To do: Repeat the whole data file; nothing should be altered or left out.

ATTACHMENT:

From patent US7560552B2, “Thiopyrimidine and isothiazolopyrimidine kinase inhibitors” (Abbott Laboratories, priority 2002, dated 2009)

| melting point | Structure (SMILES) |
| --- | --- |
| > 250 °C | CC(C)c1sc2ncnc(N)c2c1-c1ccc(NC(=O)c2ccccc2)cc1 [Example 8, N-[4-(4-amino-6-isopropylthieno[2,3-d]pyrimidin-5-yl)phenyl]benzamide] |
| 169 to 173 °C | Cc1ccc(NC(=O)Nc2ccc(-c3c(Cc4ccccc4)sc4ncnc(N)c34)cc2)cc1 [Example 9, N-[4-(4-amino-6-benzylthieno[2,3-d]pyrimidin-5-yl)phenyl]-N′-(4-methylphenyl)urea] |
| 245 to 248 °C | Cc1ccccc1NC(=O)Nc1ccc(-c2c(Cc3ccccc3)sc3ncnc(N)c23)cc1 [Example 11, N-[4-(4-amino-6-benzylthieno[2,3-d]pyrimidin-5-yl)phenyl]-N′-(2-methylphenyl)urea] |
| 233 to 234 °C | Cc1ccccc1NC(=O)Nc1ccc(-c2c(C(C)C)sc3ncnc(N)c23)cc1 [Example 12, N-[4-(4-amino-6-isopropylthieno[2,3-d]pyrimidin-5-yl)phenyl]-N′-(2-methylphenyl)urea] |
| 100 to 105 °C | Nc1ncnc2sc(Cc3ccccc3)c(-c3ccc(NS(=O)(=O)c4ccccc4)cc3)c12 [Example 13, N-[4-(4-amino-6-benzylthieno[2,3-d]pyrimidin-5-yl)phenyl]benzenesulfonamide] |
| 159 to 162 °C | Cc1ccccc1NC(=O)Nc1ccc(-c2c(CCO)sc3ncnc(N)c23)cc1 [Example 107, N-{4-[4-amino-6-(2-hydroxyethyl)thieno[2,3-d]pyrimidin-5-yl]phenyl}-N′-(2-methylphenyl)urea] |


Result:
From patent US7560552B2, “Thiopyrimidine and isothiazolopyrimidine kinase inhibitors” (Abbott Laboratories, priority 2002, dated 2009)

| melting point | Structure (SMILES) |
| --- | --- |
| > 250 °C | CC(C)c1sc2ncnc(N)c2c1-c1ccc(NC(=O)c2ccccc2)cc1 [Example 8, N-[4-(4-amino-6-isopropylthieno[2,3-d]pyrimidin-5-yl)phenyl]benzamide] |
| 169 to 173 °C | Cc1ccc(NC(=O)Nc2ccc(-c3c(Cc4ccccc4)sc4ncnc(N)c34)cc2)cc1 [Example 9, N-[4-(4-amino-6-benzylthieno[2,3-d]pyrimidin-5-yl)phenyl]-N′-(4-methylphenyl)urea] |
| 245 to 248 °C | Cc1ccccc1NC(=O)Nc1ccc(-c2c(Cc3ccccc3)sc3ncnc(N)c23)cc1 [Example 11, N-[4-(4-amino-6-benzylthieno[2,3-d]pyrimidin-5-yl)phenyl]-N′-(2-methylphenyl)urea] |
| 233 to 234 °C | Cc1ccccc1NC(=O)Nc1ccc(-c2c(C(C)C)sc3ncnc(N)c23)cc1 [Example 12, N-[4-(4-amino-6-isopropylthieno[2,3-d]pyrimidin-5-yl)phenyl]-N′-(2-methylphenyl)urea] |
| 100 to 105 °C | Nc1ncnc2sc(Cc3ccccc3)c(-c3ccc(NS(=O)(=O)c4ccccc4)cc3)c12 [Example 13, N-[4-(4-amino-6-benzylthieno[2,3-d]pyrimidin-5-yl)phenyl]benzenesulfonamide] |
| 159 to 162 °C | Cc1ccccc1NC(=O)Nc1ccc(-c2c(CCO)sc3ncnc(N)c23)cc1 [Example 107, N-{4-[4-amino-6-(2-hydroxyethyl)thieno[2,3-d]pyrimidin-5-yl]phenyl}-N′-(2-methylphenyl)urea] |